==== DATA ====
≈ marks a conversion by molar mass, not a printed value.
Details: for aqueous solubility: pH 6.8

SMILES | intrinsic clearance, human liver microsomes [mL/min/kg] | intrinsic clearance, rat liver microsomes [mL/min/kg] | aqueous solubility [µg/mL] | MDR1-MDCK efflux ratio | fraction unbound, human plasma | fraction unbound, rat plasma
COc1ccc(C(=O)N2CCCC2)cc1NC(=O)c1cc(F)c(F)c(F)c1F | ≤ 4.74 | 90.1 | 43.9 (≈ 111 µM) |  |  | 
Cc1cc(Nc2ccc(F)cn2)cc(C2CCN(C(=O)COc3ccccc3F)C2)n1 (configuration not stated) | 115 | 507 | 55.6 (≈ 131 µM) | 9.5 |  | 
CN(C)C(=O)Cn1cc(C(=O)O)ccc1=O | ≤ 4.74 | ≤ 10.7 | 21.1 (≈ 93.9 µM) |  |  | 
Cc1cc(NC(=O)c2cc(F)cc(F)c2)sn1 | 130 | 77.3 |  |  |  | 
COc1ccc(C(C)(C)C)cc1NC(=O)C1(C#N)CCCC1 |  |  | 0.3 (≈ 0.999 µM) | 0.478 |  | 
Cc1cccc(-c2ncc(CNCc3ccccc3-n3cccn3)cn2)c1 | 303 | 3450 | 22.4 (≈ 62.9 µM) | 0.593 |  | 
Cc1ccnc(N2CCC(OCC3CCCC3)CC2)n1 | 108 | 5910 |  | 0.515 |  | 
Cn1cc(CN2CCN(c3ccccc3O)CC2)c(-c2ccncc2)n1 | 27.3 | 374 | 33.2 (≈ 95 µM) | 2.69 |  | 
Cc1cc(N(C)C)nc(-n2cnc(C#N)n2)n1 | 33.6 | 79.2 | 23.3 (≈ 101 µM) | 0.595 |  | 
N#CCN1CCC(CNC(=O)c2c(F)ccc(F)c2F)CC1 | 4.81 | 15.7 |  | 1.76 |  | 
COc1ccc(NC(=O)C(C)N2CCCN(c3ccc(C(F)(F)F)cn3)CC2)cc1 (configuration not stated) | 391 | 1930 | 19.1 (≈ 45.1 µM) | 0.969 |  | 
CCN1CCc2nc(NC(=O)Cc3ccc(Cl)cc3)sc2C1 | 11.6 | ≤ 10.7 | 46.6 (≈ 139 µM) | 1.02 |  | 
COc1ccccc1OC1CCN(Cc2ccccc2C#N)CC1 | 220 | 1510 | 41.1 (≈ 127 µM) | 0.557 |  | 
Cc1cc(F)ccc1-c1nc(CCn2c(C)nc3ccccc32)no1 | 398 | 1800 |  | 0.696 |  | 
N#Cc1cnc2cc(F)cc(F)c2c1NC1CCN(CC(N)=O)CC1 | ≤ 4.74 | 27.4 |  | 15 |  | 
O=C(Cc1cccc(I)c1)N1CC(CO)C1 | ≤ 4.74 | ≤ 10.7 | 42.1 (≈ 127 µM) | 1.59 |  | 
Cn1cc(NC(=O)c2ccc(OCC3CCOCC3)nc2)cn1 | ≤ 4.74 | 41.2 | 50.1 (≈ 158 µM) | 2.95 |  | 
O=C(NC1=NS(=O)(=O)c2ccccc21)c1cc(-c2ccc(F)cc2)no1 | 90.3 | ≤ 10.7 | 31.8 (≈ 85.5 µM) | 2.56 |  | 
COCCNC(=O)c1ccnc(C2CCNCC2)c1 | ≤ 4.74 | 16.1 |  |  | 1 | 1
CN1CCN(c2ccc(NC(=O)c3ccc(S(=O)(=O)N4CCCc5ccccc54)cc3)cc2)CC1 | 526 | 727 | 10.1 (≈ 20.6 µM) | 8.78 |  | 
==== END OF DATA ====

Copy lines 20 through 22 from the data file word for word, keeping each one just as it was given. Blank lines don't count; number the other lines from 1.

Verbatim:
Cn1cc(NC(=O)c2ccc(OCC3CCOCC3)nc2)cn1 | ≤ 4.74 | 41.2 | 50.1 (≈ 158 µM) | 2.95 |  | 
O=C(NC1=NS(=O)(=O)c2ccccc21)c1cc(-c2ccc(F)cc2)no1 | 90.3 | ≤ 10.7 | 31.8 (≈ 85.5 µM) | 2.56 |  | 
COCCNC(=O)c1ccnc(C2CCNCC2)c1 | ≤ 4.74 | 16.1 |  |  | 1 | 1